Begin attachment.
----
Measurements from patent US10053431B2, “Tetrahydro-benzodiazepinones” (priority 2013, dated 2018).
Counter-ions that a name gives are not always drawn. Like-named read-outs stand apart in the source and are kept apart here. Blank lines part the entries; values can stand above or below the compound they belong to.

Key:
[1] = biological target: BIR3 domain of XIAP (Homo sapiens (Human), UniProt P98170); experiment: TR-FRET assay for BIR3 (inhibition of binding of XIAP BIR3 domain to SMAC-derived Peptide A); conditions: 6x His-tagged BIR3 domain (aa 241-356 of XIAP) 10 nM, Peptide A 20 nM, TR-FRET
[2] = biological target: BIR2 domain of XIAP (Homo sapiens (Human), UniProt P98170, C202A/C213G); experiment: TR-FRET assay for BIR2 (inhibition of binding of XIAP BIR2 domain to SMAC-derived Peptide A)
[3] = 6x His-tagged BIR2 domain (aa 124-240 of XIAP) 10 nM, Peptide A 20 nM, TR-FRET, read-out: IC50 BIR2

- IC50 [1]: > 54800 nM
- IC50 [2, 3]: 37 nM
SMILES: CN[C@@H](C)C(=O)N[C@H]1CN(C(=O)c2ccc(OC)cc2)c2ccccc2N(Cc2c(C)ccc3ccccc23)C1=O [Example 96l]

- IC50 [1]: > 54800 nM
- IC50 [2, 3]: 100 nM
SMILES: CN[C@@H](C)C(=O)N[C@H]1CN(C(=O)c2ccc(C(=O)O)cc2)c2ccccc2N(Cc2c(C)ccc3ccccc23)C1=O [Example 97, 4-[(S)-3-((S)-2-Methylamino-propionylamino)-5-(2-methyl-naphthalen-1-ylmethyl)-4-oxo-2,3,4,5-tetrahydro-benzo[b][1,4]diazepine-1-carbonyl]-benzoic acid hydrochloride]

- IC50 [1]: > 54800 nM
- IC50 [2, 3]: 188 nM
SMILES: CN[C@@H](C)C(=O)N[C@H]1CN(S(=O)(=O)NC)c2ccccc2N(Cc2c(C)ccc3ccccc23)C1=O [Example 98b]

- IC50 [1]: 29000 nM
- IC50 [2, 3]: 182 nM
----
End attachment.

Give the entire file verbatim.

Measurements from patent US10053431B2, “Tetrahydro-benzodiazepinones” (priority 2013, dated 2018).
Counter-ions that a name gives are not always drawn. Like-named read-outs stand apart in the source and are kept apart here. Blank lines part the entries; values can stand above or below the compound they belong to.

Key:
[1] = biological target: BIR3 domain of XIAP (Homo sapiens (Human), UniProt P98170); experiment: TR-FRET assay for BIR3 (inhibition of binding of XIAP BIR3 domain to SMAC-derived Peptide A); conditions: 6x His-tagged BIR3 domain (aa 241-356 of XIAP) 10 nM, Peptide A 20 nM, TR-FRET
[2] = biological target: BIR2 domain of XIAP (Homo sapiens (Human), UniProt P98170, C202A/C213G); experiment: TR-FRET assay for BIR2 (inhibition of binding of XIAP BIR2 domain to SMAC-derived Peptide A)
[3] = 6x His-tagged BIR2 domain (aa 124-240 of XIAP) 10 nM, Peptide A 20 nM, TR-FRET, read-out: IC50 BIR2

- IC50 [1]: > 54800 nM
- IC50 [2, 3]: 37 nM
SMILES: CN[C@@H](C)C(=O)N[C@H]1CN(C(=O)c2ccc(OC)cc2)c2ccccc2N(Cc2c(C)ccc3ccccc23)C1=O [Example 96l]

- IC50 [1]: > 54800 nM
- IC50 [2, 3]: 100 nM
SMILES: CN[C@@H](C)C(=O)N[C@H]1CN(C(=O)c2ccc(C(=O)O)cc2)c2ccccc2N(Cc2c(C)ccc3ccccc23)C1=O [Example 97, 4-[(S)-3-((S)-2-Methylamino-propionylamino)-5-(2-methyl-naphthalen-1-ylmethyl)-4-oxo-2,3,4,5-tetrahydro-benzo[b][1,4]diazepine-1-carbonyl]-benzoic acid hydrochloride]

- IC50 [1]: > 54800 nM
- IC50 [2, 3]: 188 nM
SMILES: CN[C@@H](C)C(=O)N[C@H]1CN(S(=O)(=O)NC)c2ccccc2N(Cc2c(C)ccc3ccccc23)C1=O [Example 98b]

- IC50 [1]: 29000 nM
- IC50 [2, 3]: 182 nM